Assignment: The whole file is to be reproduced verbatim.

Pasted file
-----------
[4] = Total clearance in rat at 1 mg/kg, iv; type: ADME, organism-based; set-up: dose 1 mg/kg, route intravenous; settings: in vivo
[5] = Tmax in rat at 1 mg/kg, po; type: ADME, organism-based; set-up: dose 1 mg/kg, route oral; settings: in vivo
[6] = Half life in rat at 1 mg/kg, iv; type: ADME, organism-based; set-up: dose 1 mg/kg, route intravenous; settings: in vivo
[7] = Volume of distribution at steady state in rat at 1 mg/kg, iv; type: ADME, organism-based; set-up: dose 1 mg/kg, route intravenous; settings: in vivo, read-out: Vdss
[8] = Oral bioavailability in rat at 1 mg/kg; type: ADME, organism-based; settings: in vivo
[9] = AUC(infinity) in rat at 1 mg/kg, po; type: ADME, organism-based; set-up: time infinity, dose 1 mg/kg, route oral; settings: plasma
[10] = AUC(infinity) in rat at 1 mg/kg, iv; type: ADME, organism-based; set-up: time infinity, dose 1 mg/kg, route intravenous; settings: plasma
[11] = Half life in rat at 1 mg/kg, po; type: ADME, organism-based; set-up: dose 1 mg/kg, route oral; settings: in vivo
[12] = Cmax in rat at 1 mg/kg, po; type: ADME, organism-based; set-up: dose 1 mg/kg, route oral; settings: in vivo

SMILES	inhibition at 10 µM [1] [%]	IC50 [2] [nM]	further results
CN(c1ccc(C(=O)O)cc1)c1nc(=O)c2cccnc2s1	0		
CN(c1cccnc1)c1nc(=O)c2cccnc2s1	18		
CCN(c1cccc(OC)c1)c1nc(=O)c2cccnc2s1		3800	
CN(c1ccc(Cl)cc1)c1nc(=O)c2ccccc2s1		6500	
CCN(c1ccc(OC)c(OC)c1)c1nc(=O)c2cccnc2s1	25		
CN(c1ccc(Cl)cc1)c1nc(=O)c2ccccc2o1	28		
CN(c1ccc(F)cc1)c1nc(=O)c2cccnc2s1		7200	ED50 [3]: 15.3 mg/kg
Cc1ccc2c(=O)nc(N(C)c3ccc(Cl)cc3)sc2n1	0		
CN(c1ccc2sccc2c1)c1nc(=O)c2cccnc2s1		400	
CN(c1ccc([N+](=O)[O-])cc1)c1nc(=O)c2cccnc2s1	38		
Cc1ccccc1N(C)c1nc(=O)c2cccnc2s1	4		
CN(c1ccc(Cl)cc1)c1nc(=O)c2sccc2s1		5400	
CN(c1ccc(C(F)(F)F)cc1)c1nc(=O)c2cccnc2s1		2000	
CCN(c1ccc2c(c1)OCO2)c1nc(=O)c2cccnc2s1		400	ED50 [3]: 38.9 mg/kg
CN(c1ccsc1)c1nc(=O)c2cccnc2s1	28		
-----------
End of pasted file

[4] = Total clearance in rat at 1 mg/kg, iv; type: ADME, organism-based; set-up: dose 1 mg/kg, route intravenous; settings: in vivo
[5] = Tmax in rat at 1 mg/kg, po; type: ADME, organism-based; set-up: dose 1 mg/kg, route oral; settings: in vivo
[6] = Half life in rat at 1 mg/kg, iv; type: ADME, organism-based; set-up: dose 1 mg/kg, route intravenous; settings: in vivo
[7] = Volume of distribution at steady state in rat at 1 mg/kg, iv; type: ADME, organism-based; set-up: dose 1 mg/kg, route intravenous; settings: in vivo, read-out: Vdss
[8] = Oral bioavailability in rat at 1 mg/kg; type: ADME, organism-based; settings: in vivo
[9] = AUC(infinity) in rat at 1 mg/kg, po; type: ADME, organism-based; set-up: time infinity, dose 1 mg/kg, route oral; settings: plasma
[10] = AUC(infinity) in rat at 1 mg/kg, iv; type: ADME, organism-based; set-up: time infinity, dose 1 mg/kg, route intravenous; settings: plasma
[11] = Half life in rat at 1 mg/kg, po; type: ADME, organism-based; set-up: dose 1 mg/kg, route oral; settings: in vivo
[12] = Cmax in rat at 1 mg/kg, po; type: ADME, organism-based; set-up: dose 1 mg/kg, route oral; settings: in vivo

SMILES	inhibition at 10 µM [1] [%]	IC50 [2] [nM]	further results
CN(c1ccc(C(=O)O)cc1)c1nc(=O)c2cccnc2s1	0		
CN(c1cccnc1)c1nc(=O)c2cccnc2s1	18		
CCN(c1cccc(OC)c1)c1nc(=O)c2cccnc2s1		3800	
CN(c1ccc(Cl)cc1)c1nc(=O)c2ccccc2s1		6500	
CCN(c1ccc(OC)c(OC)c1)c1nc(=O)c2cccnc2s1	25		
CN(c1ccc(Cl)cc1)c1nc(=O)c2ccccc2o1	28		
CN(c1ccc(F)cc1)c1nc(=O)c2cccnc2s1		7200	ED50 [3]: 15.3 mg/kg
Cc1ccc2c(=O)nc(N(C)c3ccc(Cl)cc3)sc2n1	0		
CN(c1ccc2sccc2c1)c1nc(=O)c2cccnc2s1		400	
CN(c1ccc([N+](=O)[O-])cc1)c1nc(=O)c2cccnc2s1	38		
Cc1ccccc1N(C)c1nc(=O)c2cccnc2s1	4		
CN(c1ccc(Cl)cc1)c1nc(=O)c2sccc2s1		5400	
CN(c1ccc(C(F)(F)F)cc1)c1nc(=O)c2cccnc2s1		2000	
CCN(c1ccc2c(c1)OCO2)c1nc(=O)c2cccnc2s1		400	ED50 [3]: 38.9 mg/kg
CN(c1ccsc1)c1nc(=O)c2cccnc2s1	28		